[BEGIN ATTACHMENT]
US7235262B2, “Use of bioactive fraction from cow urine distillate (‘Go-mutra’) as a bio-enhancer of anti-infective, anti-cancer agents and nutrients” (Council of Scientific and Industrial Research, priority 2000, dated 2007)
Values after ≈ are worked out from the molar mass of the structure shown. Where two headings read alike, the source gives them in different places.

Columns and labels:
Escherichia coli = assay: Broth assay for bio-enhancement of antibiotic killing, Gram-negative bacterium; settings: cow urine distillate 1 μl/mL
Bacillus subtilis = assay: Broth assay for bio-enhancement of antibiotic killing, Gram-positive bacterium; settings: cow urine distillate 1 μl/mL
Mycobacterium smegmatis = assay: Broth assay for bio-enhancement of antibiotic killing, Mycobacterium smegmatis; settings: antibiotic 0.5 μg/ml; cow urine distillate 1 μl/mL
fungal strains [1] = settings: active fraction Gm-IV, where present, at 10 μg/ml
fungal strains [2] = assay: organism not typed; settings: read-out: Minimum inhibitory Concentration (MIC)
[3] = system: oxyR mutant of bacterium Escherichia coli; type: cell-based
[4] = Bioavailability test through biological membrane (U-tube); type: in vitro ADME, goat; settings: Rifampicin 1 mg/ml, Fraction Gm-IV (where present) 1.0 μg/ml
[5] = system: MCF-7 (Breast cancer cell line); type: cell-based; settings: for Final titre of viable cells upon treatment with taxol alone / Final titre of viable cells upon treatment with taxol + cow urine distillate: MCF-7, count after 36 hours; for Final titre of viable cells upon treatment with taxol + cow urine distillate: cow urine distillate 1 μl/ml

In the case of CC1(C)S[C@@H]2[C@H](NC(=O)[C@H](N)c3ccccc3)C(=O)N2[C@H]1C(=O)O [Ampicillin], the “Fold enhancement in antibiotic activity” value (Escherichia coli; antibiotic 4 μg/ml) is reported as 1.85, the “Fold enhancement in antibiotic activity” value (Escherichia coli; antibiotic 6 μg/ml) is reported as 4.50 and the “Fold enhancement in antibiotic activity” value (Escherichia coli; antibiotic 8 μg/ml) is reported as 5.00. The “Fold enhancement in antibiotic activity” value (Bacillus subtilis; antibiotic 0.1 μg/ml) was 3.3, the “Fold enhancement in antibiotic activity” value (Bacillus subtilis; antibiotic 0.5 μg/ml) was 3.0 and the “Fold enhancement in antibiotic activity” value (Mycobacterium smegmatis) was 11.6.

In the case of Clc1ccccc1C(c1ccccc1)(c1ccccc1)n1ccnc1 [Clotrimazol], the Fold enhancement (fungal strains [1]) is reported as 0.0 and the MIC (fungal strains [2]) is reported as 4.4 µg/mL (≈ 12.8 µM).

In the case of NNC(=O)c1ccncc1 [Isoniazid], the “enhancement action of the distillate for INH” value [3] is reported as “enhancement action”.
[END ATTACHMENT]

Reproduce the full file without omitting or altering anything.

US7235262B2, “Use of bioactive fraction from cow urine distillate (‘Go-mutra’) as a bio-enhancer of anti-infective, anti-cancer agents and nutrients” (Council of Scientific and Industrial Research, priority 2000, dated 2007)
Values after ≈ are worked out from the molar mass of the structure shown. Where two headings read alike, the source gives them in different places.

Columns and labels:
Escherichia coli = assay: Broth assay for bio-enhancement of antibiotic killing, Gram-negative bacterium; settings: cow urine distillate 1 μl/mL
Bacillus subtilis = assay: Broth assay for bio-enhancement of antibiotic killing, Gram-positive bacterium; settings: cow urine distillate 1 μl/mL
Mycobacterium smegmatis = assay: Broth assay for bio-enhancement of antibiotic killing, Mycobacterium smegmatis; settings: antibiotic 0.5 μg/ml; cow urine distillate 1 μl/mL
fungal strains [1] = settings: active fraction Gm-IV, where present, at 10 μg/ml
fungal strains [2] = assay: organism not typed; settings: read-out: Minimum inhibitory Concentration (MIC)
[3] = system: oxyR mutant of bacterium Escherichia coli; type: cell-based
[4] = Bioavailability test through biological membrane (U-tube); type: in vitro ADME, goat; settings: Rifampicin 1 mg/ml, Fraction Gm-IV (where present) 1.0 μg/ml
[5] = system: MCF-7 (Breast cancer cell line); type: cell-based; settings: for Final titre of viable cells upon treatment with taxol alone / Final titre of viable cells upon treatment with taxol + cow urine distillate: MCF-7, count after 36 hours; for Final titre of viable cells upon treatment with taxol + cow urine distillate: cow urine distillate 1 μl/ml

In the case of CC1(C)S[C@@H]2[C@H](NC(=O)[C@H](N)c3ccccc3)C(=O)N2[C@H]1C(=O)O [Ampicillin], the “Fold enhancement in antibiotic activity” value (Escherichia coli; antibiotic 4 μg/ml) is reported as 1.85, the “Fold enhancement in antibiotic activity” value (Escherichia coli; antibiotic 6 μg/ml) is reported as 4.50 and the “Fold enhancement in antibiotic activity” value (Escherichia coli; antibiotic 8 μg/ml) is reported as 5.00. The “Fold enhancement in antibiotic activity” value (Bacillus subtilis; antibiotic 0.1 μg/ml) was 3.3, the “Fold enhancement in antibiotic activity” value (Bacillus subtilis; antibiotic 0.5 μg/ml) was 3.0 and the “Fold enhancement in antibiotic activity” value (Mycobacterium smegmatis) was 11.6.

In the case of Clc1ccccc1C(c1ccccc1)(c1ccccc1)n1ccnc1 [Clotrimazol], the Fold enhancement (fungal strains [1]) is reported as 0.0 and the MIC (fungal strains [2]) is reported as 4.4 µg/mL (≈ 12.8 µM).

In the case of NNC(=O)c1ccncc1 [Isoniazid], the “enhancement action of the distillate for INH” value [3] is reported as “enhancement action”.